• The Desktop makes it

    1. I think people want what they know. So as long as they demand a Windowslike look, they will prefer Windows. As soon the user interface becomes like a cell phone with icons they will not bother what the OS behind it is. And I think the desktop as we know it will disappear and only icons will lead the user to the application he want to use.
    2. The more Linux is used, and there are many good reasons for the hardware producers to become more independent from MS, the more drivers/software will Linux see and the more hardware will just run like today for Windows. This will have a pull effect on users to be happy with Linux other than it was with the netbooks. The first round in this case went to MS but "one lost battle is not a lost war" (Napoleon Bonaparte).

  • Yet another piece of prior art

    A lot of computers in the UK are sold with Windows pre-installed, which is itself a clear restriction on the machine's capabilities. The system will typically lock up after a time peroid previously unknown to the user, unless the user pays an additional fee to the retailer (or some third party) for "anti-virus" software. Further performance improvements can often be made by purchasing additional software, but closed APIs are often used to restrict the features available on non-Microsoft software.

    Most of these restrictions can be overcome by installing Linux, but that also normally requires the user to pay a fee - either the cost of an Internet connection for a period of time, or the cost of some physical storage medium. This fee is relatively small, but it looks like the patent attempts to cover small as well as large fees.
  • Astonishing - prior art abounds

    As one comment above says, mainframes typically had this "functionality" and telephone switches (which are just computers) have used this for years. How on earth can this be a novel enough idea for a patent? Strange that when these morally wrong things happen elsewhere it's called corruption but to MS and its ilk it's good business.
  • software hooks

    They've already done it. Have a browse in this ubuntu thread: Essentially, the table that reports data to your OS also can (and does- I've checked mine) report what OS is running, and it's possible to modify the information that gets reported to the OS on that basis. Some laptops running Linux had a problem with the fans not working properly for a while (can't remember which brand). It turned out the DSDT was set up so in windows the OS could manipulate the fan speed, in Linux you had a choice of on or on.
  • Only In Windows?

    Maybe a bit strange, but you all seem to think it is in Windows these restrictions would be. Why not at BIOS level? That way they can absolutely and totally control what kind of hardware you can use. Some hardware would not work without the right "Key".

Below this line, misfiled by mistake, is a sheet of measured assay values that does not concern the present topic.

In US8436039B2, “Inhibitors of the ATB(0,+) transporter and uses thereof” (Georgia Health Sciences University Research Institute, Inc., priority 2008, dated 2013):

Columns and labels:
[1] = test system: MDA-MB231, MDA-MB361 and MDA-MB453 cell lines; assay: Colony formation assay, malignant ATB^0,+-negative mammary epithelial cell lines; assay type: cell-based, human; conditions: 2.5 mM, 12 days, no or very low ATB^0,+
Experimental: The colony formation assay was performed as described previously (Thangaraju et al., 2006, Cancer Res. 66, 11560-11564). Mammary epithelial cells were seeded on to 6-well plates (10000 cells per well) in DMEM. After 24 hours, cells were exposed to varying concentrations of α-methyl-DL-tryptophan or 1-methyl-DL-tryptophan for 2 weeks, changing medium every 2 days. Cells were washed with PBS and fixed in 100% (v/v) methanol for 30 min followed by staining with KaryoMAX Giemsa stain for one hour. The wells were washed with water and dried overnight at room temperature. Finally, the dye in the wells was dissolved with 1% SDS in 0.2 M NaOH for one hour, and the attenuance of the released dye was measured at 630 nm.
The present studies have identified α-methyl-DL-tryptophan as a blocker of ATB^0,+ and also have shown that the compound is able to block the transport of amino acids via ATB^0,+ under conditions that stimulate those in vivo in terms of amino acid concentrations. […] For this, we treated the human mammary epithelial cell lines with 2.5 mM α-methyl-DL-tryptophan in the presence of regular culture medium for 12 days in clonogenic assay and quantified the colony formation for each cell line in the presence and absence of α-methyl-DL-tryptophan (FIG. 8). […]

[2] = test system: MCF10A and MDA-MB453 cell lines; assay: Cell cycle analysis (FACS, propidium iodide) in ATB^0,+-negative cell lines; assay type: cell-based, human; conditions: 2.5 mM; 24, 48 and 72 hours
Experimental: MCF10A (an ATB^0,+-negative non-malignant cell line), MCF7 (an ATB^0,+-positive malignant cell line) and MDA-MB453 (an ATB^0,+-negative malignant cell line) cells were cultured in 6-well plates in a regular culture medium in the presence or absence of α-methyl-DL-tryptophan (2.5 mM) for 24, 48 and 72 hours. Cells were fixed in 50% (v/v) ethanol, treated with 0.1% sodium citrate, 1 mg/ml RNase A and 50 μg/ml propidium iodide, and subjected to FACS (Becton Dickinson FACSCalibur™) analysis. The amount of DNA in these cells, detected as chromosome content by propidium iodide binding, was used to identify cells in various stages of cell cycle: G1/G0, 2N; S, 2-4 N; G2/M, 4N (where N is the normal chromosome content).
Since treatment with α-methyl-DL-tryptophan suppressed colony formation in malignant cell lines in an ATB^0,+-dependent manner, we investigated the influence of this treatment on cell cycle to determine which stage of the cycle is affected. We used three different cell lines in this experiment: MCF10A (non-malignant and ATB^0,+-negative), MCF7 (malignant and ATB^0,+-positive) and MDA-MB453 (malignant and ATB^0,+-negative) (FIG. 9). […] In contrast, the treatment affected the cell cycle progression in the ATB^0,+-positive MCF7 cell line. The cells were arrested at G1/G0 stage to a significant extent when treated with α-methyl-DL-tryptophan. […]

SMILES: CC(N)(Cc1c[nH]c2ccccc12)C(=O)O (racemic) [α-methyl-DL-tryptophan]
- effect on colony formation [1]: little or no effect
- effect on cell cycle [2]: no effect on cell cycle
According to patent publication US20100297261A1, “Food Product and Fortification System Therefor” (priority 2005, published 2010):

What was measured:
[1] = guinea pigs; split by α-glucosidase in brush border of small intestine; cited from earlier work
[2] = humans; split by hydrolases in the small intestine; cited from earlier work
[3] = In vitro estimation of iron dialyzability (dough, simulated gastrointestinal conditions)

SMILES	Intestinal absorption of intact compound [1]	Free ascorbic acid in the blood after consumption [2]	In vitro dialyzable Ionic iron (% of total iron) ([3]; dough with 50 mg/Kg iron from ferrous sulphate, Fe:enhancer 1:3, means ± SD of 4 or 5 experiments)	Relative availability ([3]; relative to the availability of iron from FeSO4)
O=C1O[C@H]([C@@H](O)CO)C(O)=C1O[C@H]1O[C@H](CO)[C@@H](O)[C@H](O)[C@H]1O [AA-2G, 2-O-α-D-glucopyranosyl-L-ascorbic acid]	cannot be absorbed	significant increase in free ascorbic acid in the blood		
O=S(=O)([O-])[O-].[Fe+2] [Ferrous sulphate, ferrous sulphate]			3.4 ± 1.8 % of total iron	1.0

If Microsoft makes a deal with the hardware maker they can control what hardware you can use. I can imagine there also could be some software "hooks" that can control witch software can use what hardware. Yes - the BIOS would grow in size, but that's no problem these days...

    Starting to see the picture?
  • MS derails itself, way to go down the slope!

    Well, this patent describes the way IBM went win OS/2 in 1980-s. IBM tried to earn on everything from selling specifications to licensing applications, and this couldn't work: charging for contributing to the culture of platform was costy to IBM.

    I don't think Microsoft will try to go this way, though they're welcome to kill themselves this way.
  • re that fantastic patent

    So the US of A thinks it's a new idea to sell a computer program for money? And if it does some more, you maybe should pay more money for it? They should try exporting that idea. It's really novel. In fact, why don't they give someone a patent on the idea of selling ANYTHING for money?
  • Prior Art

    I am not a lawyer but based on all the comments thus far there is already prior art. So they can file all they want, this patent likely will never hold up. I am sure there are other angles to send this one to /dev/null.

  • Are you kidding me???

    Are you effing kidding me? Who in the effing world is rubber stamping this cruft??? For the life of me, the ONLY thing this could be considered is an improvement on an already vast amount of prior art. Holy crap! Just take a look at the thousands of freeware titles that promise to unlock the rest of the features once a valid product key is entered. Is M$ now promising they can eff around with your hardware now, just because you haven't paid their tax?

    Heck, even some of the netbooks sold by cellular companies give the companies the option to brick the hardware if the user doesn't keep up with their monthly installments.

  • old news

    One thing that comes to my mind is the Fanuc and Mitsubishi CNCs have been this way for years.
  • Have had this a long time ...

    We have had this sort of thing on the IBM mainframes (zSeries) for a long time. I have a product with multiple features. For each feature that we license, we get a key for that specific feature to apply using a utility. That key allows use of the selected feature for, usually, one year. At the end of the year, we pay another fee and get a new key. No pay fee, no get key, no use software.
  • This Is Not Original

    Similar functionality is available in the OLPC Bitfrost security system. You must get a 'developer key' in order to access/modify various parts of your system. Of course, the OLPC system is only in place for the security of the users. I can't imagine Microsoft's motives are as pure.
  • Cool. Always wanted a way to pay more for something I can get for free. Thanks.

    This will most certainly increase the profits Microsoft can milk from business and governments. I also think it makes since not to let computer users who upgrade their graphics cards to use them until an additional fee is paid based on the computational capabilities of the card.